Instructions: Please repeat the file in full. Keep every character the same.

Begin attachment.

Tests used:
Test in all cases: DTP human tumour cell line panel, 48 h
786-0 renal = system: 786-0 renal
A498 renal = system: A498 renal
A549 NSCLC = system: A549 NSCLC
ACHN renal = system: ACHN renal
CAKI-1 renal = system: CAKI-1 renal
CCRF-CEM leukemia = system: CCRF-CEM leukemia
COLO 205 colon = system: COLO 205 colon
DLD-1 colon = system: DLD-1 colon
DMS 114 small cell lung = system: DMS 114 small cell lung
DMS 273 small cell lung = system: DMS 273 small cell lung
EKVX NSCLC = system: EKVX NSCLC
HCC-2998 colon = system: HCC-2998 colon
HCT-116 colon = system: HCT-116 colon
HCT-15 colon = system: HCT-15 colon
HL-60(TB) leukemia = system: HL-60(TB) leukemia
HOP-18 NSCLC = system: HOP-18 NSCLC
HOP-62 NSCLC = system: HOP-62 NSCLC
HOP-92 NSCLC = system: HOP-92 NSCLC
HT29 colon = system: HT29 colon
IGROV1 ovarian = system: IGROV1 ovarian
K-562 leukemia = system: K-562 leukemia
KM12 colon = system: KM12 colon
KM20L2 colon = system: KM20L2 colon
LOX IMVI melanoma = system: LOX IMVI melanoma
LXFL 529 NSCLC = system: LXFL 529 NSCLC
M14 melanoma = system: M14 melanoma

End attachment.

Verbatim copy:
Tests used:
Test in all cases: DTP human tumour cell line panel, 48 h
786-0 renal = system: 786-0 renal
A498 renal = system: A498 renal
A549 NSCLC = system: A549 NSCLC
ACHN renal = system: ACHN renal
CAKI-1 renal = system: CAKI-1 renal
CCRF-CEM leukemia = system: CCRF-CEM leukemia
COLO 205 colon = system: COLO 205 colon
DLD-1 colon = system: DLD-1 colon
DMS 114 small cell lung = system: DMS 114 small cell lung
DMS 273 small cell lung = system: DMS 273 small cell lung
EKVX NSCLC = system: EKVX NSCLC
HCC-2998 colon = system: HCC-2998 colon
HCT-116 colon = system: HCT-116 colon
HCT-15 colon = system: HCT-15 colon
HL-60(TB) leukemia = system: HL-60(TB) leukemia
HOP-18 NSCLC = system: HOP-18 NSCLC
HOP-62 NSCLC = system: HOP-62 NSCLC
HOP-92 NSCLC = system: HOP-92 NSCLC
HT29 colon = system: HT29 colon
IGROV1 ovarian = system: IGROV1 ovarian
K-562 leukemia = system: K-562 leukemia
KM12 colon = system: KM12 colon
KM20L2 colon = system: KM20L2 colon
LOX IMVI melanoma = system: LOX IMVI melanoma
LXFL 529 NSCLC = system: LXFL 529 NSCLC
M14 melanoma = system: M14 melanoma